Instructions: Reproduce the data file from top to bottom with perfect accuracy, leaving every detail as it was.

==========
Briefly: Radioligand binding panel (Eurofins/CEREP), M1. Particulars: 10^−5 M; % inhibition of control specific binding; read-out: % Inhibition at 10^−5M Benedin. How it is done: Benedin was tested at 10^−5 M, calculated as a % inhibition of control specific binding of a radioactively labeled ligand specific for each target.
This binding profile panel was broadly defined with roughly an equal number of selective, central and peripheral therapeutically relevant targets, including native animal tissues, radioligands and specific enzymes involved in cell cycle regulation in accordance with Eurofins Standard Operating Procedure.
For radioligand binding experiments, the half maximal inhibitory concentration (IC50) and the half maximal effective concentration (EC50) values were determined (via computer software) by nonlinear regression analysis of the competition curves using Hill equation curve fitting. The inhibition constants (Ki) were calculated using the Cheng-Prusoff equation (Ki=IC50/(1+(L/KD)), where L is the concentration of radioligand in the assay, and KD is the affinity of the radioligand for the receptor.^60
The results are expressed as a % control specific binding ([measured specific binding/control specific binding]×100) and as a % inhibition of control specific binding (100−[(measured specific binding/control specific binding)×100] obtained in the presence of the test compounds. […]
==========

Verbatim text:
Briefly: Radioligand binding panel (Eurofins/CEREP), M1. Particulars: 10^−5 M; % inhibition of control specific binding; read-out: % Inhibition at 10^−5M Benedin. How it is done: Benedin was tested at 10^−5 M, calculated as a % inhibition of control specific binding of a radioactively labeled ligand specific for each target.
This binding profile panel was broadly defined with roughly an equal number of selective, central and peripheral therapeutically relevant targets, including native animal tissues, radioligands and specific enzymes involved in cell cycle regulation in accordance with Eurofins Standard Operating Procedure.
For radioligand binding experiments, the half maximal inhibitory concentration (IC50) and the half maximal effective concentration (EC50) values were determined (via computer software) by nonlinear regression analysis of the competition curves using Hill equation curve fitting. The inhibition constants (Ki) were calculated using the Cheng-Prusoff equation (Ki=IC50/(1+(L/KD)), where L is the concentration of radioligand in the assay, and KD is the affinity of the radioligand for the receptor.^60
The results are expressed as a % control specific binding ([measured specific binding/control specific binding]×100) and as a % inhibition of control specific binding (100−[(measured specific binding/control specific binding)×100] obtained in the presence of the test compounds. […]